Absolutely you can/should get your son tested.  And find a new pediatrician.  You can contact your insurance first, or also the regional center (RCEB for Alameda/Contra Costa county) if you have difficulty with your insurance covering.  There generally is a long wait where you go to get testing, but good for you for advocating for your son. At least with ASD testing you can r/o possibilities if he isn't or services if he is found to be on the spectrum.

  • Hi. My daughter is 15.5 years old and in 10th grade. She used to be a great student but is failing most of her 10th grade classes with Fs due to anxiety and depression (which started during distance learning because of the COVID-19 pandemic, our public schools are still closed as of June 2nd 2021). My son is a bit younger and is also having anxiety and anger issues. His therapist recommended that we get him tested for autism/asperger's. This got me thinking that my daughter might also be affected by autism/asperger's as she has always been shy, and is now unable to keep up with Zoom classes when she has to work on small groups (she disconnects without warning and says she cannot avoid it). Also, she has always assumed rules that do not exist about what is allowed behavior and what is not, just because she is afraid of doing things differently from others or and doesn't like to stand out. I have been reading quite a bit about asperger's and autism lately and it seems a lot of girls are not diagnosed because they hide their symptoms much better than boys. So, I am looking for recommendations about providers who can do an assessment and have experience diagnosing teenage or older girls with not-so-obvious symptoms. Any recommendations? We live in the southern part of Alameda County but are willing to drive where needed..

    I would NOT recommend Sumana Kaipa, she completely misdiagnosed our child, and caused us much distress. She moved way too quickly in making a diagnosis that was completely wrong.

    Hello there -
    We have an ADHD kiddo, so not quite the same, but maybe comparable in terms of thorough assessment needs. We are currently with https://www.taliakurlandpsyd.com/ for an assessment. She came highly recommended by https://www.clearwaterclinic.com/ , our therapists. She is very professional, clear in communication but also warm with my son, who even enjoyed the first session.  Clearwater also does assessments, but the wait list was longer with them. Hope that helps and that you will get the info you need to help your kiddo. It's a tough road for all of us, and I believe that gathering as much information as possible helps us identify the best way forward.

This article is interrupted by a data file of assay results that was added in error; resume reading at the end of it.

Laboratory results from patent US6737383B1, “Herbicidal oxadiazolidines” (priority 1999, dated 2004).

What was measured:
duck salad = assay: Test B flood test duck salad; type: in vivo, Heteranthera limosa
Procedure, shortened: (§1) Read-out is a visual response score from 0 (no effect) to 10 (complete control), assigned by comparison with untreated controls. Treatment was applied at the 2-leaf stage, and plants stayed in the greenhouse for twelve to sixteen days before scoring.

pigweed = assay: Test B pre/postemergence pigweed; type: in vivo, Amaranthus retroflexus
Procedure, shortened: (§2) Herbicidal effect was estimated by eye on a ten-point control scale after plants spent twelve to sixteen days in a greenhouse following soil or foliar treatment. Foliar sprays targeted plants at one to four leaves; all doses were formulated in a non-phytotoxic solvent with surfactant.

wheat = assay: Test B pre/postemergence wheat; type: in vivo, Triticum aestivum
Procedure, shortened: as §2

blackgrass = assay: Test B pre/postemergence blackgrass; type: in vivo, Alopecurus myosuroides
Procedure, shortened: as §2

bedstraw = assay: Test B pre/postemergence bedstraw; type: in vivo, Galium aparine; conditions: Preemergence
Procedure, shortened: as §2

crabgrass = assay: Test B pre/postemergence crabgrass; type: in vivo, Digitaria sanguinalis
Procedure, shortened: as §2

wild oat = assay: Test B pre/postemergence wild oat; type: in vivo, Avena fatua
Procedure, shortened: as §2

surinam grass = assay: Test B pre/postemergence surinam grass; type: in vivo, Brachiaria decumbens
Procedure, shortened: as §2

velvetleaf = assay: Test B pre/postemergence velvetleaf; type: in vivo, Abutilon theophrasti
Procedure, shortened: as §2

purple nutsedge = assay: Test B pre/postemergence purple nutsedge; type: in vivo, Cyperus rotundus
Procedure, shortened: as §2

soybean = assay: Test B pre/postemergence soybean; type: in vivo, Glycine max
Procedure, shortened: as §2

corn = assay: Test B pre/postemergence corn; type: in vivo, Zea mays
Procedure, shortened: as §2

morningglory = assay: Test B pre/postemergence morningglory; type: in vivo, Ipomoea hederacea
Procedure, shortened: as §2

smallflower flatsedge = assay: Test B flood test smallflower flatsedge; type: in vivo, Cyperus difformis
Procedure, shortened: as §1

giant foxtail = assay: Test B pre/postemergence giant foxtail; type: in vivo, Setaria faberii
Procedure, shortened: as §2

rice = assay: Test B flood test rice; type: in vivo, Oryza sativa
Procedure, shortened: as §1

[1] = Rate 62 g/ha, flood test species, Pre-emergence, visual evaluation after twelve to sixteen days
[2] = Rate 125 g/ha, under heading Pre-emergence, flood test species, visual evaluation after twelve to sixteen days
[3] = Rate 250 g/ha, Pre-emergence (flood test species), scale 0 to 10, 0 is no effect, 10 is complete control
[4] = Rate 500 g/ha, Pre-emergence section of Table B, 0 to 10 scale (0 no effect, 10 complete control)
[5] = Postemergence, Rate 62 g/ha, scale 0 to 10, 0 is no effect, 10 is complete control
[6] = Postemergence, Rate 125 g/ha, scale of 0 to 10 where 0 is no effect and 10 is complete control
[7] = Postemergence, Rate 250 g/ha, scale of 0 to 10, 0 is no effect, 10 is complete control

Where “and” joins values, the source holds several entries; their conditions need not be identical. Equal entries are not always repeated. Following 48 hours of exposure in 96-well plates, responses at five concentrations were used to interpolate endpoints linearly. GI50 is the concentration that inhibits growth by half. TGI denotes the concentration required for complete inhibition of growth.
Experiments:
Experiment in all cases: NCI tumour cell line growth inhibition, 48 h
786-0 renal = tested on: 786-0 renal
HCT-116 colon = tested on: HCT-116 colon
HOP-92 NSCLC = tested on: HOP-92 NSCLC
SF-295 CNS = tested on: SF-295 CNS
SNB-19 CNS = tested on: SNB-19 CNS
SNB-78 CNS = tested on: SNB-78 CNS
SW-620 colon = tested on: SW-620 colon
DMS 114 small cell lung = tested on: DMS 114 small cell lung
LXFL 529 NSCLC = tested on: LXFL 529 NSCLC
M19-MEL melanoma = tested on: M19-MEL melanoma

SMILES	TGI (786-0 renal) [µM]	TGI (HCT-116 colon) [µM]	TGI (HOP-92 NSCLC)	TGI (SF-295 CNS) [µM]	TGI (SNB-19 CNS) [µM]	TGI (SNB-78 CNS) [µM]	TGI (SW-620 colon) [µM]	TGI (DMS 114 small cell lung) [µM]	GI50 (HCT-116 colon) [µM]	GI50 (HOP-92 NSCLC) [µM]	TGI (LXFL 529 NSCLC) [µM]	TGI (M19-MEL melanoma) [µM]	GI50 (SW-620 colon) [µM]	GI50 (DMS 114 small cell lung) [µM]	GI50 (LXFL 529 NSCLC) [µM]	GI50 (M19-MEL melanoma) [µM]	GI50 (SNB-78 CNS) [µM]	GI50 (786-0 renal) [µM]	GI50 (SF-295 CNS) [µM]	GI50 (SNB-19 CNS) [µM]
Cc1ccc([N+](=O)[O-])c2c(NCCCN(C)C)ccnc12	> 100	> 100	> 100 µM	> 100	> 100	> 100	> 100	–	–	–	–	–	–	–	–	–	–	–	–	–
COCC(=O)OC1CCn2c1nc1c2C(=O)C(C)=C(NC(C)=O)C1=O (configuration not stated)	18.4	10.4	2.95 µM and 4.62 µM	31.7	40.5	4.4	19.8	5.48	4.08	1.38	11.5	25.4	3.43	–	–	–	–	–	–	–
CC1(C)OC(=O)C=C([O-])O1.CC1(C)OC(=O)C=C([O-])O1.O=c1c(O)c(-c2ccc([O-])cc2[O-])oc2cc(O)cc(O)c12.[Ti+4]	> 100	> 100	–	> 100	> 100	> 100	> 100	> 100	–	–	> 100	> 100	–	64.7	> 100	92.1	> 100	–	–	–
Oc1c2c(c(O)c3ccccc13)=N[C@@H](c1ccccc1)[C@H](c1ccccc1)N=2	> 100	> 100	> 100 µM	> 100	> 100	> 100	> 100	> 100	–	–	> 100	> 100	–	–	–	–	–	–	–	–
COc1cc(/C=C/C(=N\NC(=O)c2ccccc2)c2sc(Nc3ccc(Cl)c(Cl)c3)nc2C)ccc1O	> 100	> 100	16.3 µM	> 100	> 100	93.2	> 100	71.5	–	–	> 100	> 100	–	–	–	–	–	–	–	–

I recommend Sumana Kaipa in Berkeley. She diagnosed my 8-year old last summer, also high-functioning but with similar issues. She has lots of recommendations on this site so I think people have universally appreciated her excellent work.

    The Mind Institute at UC Davis is an excellent resource:

    https://health.ucdavis.edu/mindinstitute/

    We took our nonbinary neuro atypical 17 year old to Diana Trichilo: https://www.drtrichilo.com/ up in Sebastopol. I highly recommend her. She was fantastic; kind, thoughtful, and thorough, very aware of the differences between the boys and girls autistic expression, and understood the system and how to get access to services. Working with her was totally worth the travel and expense. Even though it was long way to go for appointments, we explored the area and made day trips out of them.

  • I'm looking for someone that can evaluate my 10-year-old daughter for Autism, ADHD, and processing problems. We have medi-cal, although we expect to pay out of pocket. She is 10 years old, highly intelligent (gifted), and socially motivated...exactly the kind of kid that can compensate so that these disabilities can fall under the radar. A few years back, she was diagnosed by a psychologist with Generalized Anxiety Disorder and Sensory Processing Disorder.  She also has a complicated genetic and in-utero history (she came to my family as a newborn). Despite treatment of a psychiatrist, OT, and psychotherapy, her symptoms continue to become more apparent and asynchronous with age.